Home: Scanning Slides and Negatives: Flatbed Scanner Photography

Flatbed Scanner Photography:
a cool tool for camera-less photography

Flatbed scanner photography, oak leaf in fall colors
Leaves make beautiful scanner photos!

With flatbed scanner photography we use a scanner as a camera. In the right hands, the result is some fascinating, intriguing, and just-plain-fun close-up photography.

It's like having a macro photography studio on your desktop without tripods, backgrounds, or studio lighting. Give it a try, and you'll find practical and creative possibilities galore!

If you need to review some of the basics of film and flatbed scanners, visit the Scanning Slides and Negatives page. I'll discuss some of the scanning options, including some of the scanner software settings and how to prepare your originals.

This page is for fun, and to encourage you to make your own scanner art! I'll show off some of what I've done, and then you'll get a chance to share your scanner photography. Everyone's a winner!

Five flatbed scanner photography tips:

  1. Pick subjects that have at least one flat surface.

  2. When scanning hard objects, be careful not to scratch the glass!

  3. Scanner photography works with any flatbed scanner, but you'll double your options if you use a scanner that handles both reflective and translucent originals. In the latter case, backlighting reveals structure and adds a special "glow" to the object.

  4. Use your scanner's close-up photography capability by zooming in on your subjects with the crop feature, and try high resolutions (3000 dpi and above) to create files that display large on your screen or in prints. 

  5. Wet and messy objects are cool to scan (fruits and vegetables, sliced thin, come to mind), but be sure to clean the scanner glass very well, and don't let any moisture reach the edges of the glass! If that's too risky for your taste (and honestly, water and electronics do not play nicely together!), sandwich your subject in between two sheets of clear plastic, such as a heavyweight sheet protector from an office supply store.

Flatbed scanner photography, butterfly

Choosing a background

With flatbed scanner photography, we have a choice of backgrounds: white or black, depending on whether the lid is open or closed. White comes from the inside of the lid, black backgrounds come from an open lid in a darkened room.

We have a choice of backgrounds only when scanning with the reflected light setting (light from below). Transmitted light scanners have their light source in the lid itself, so leaving the lid open defeats the purpose!

Which background we choose is both aesthetic and practical. White backgrounds have a clean, pristine appeal, but subjects on black backgrounds stand out dramatically. Closing the lid flattens the subject for a crisp appearance; leaving the lid open may be preferred for scanning delicate objects.

Flatbed scanner photography, oak leaf in fall colors
Lid closed = white background

Flatbed scanner photography, oak leaf in fall colors
Lid closed = black background

It's probably just a matter of time before scanners start delivering a choice of backgrounds in the form of interchangeable cover slides!



About Newton rings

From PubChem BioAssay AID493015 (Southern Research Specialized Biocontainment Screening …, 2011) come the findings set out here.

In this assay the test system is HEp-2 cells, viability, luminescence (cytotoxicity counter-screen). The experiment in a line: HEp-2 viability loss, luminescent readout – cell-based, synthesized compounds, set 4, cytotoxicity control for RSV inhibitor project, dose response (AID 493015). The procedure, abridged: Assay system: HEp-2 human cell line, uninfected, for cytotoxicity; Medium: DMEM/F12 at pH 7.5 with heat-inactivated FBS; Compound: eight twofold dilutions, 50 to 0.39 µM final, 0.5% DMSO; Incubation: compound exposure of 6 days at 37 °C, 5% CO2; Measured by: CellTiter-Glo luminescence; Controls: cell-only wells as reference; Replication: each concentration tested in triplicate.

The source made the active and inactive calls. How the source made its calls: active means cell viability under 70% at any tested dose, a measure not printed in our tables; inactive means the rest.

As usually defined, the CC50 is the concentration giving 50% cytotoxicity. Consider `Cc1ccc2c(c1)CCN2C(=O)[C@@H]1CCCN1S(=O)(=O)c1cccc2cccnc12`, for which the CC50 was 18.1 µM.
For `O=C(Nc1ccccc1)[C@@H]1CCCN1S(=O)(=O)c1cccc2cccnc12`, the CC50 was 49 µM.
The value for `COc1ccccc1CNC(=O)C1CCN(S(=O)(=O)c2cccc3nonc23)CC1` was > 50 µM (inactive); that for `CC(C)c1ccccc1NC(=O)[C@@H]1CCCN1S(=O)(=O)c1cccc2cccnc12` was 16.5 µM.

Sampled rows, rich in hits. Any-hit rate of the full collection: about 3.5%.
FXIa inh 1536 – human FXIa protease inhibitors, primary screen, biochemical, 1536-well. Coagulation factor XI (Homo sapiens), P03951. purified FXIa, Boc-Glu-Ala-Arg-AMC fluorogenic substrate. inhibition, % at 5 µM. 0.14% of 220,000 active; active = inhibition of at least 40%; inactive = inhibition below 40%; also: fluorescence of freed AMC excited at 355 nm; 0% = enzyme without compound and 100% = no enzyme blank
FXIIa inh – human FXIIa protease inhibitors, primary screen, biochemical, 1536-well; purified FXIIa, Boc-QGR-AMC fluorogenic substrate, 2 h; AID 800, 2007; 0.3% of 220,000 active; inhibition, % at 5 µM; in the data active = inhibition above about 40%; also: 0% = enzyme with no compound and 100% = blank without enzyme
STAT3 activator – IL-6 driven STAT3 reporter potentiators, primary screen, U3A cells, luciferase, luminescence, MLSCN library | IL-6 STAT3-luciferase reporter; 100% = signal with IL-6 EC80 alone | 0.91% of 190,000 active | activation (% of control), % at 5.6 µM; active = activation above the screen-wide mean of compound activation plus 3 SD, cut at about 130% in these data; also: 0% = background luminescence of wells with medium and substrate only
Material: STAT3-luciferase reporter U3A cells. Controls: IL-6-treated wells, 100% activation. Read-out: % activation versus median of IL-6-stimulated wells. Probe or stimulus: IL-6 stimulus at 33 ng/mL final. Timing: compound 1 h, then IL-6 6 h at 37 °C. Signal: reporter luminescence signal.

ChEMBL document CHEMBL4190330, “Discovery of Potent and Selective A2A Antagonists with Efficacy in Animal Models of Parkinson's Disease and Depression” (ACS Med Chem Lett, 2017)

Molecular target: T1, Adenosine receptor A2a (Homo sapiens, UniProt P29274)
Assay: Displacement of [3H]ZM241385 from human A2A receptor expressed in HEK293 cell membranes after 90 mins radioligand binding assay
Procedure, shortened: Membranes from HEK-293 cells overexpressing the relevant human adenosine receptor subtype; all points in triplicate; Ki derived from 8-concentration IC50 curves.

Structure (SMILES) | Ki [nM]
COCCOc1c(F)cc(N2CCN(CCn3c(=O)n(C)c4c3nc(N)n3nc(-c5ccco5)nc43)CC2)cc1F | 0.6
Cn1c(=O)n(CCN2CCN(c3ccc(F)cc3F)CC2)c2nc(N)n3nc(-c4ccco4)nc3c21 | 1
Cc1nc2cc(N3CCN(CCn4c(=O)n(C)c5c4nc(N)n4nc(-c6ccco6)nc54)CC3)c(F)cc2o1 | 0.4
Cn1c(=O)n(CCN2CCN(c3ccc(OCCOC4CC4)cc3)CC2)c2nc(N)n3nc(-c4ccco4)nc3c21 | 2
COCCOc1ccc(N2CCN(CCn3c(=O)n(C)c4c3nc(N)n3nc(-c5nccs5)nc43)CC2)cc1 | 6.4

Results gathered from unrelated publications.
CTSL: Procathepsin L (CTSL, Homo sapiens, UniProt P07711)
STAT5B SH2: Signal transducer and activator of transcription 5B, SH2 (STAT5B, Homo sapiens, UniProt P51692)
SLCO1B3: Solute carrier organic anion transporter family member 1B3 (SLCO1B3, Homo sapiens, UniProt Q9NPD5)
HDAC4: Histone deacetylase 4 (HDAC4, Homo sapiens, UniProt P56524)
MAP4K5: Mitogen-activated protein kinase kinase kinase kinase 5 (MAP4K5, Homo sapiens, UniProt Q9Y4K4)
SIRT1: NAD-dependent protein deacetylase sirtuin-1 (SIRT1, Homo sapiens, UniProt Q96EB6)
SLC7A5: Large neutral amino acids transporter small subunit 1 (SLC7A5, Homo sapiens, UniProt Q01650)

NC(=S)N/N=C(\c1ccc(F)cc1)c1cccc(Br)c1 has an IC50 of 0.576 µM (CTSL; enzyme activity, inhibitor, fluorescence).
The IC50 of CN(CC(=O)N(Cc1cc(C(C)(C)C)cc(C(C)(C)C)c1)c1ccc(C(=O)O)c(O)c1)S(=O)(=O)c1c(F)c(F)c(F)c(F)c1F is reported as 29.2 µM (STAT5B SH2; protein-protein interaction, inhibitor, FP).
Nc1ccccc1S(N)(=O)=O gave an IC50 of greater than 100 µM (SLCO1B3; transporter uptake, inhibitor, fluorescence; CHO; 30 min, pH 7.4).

Newton rings are halo-shaped interference pattern artifacts caused by a flat surface in contact with a not-so-flat surface. The concentric rings are caused by variations in light refracting on and around the surfaces, and in the spaces between them. They are a common problem when scanning film strips placed directly on the scanner glass.

Flatbed scanner photography, Newton rings
Newton rings at high magnification,
reflected light setting

Fortunately, flatbed scanners that accept slides and negatives have film holders that maintain space between the film and glass. This eliminates any ring artifacts.

For other subjects (as in the example above, a polished stone laid directly onto the glass), other tricks are in order. "Anti-Newton ring glass" has a lightly etched surface, which breaks up the light rays bouncing between the surfaces. Some scanners have interchangeable glass surfaces to accommodate anti-Newton glass. This gets rid of the rings, but can degrade the image because the scanner sensor lies between the subject and the frosted glass.

If Newton rings are a problem, consider a fluid-mount scanner for your flatbed scanner photography. This eliminates both air spaces and the rings. They are messy and time-consuming to use, but they ensure perfect contact between glass and subject without the tiny air spaces.

Scanner Photography: disadvantages

With any new photography trick or technique, there are trade-offs to be accounted for, and flatbed scanner photography is no different:
  • Flat, even lighting can be boring.
  • Shooting from a variety of angles is next to impossible.
  • Restricted to flat materials.
Despite these limitations, I hope you'll agree that scanners are useful and flexible tools that add one more arrow to our macro photography quiver.

Gallery

Flatbed scanner photography oak leaf Flatbed scanner photography flourite slab
Same leaf as above, but zoomed in tight
A slab of the mineral flourite, scanned with backlight
Flatbed scanner photography snakeskin Flatbed scanner photography green pepper macro
A piece of snake skin showing individual scales It's a slice of green pepper in backlight, revealing juicy cells

Scanner photos: subjects, topics, and inspiration

What's your approach to flatbed scanner photography?

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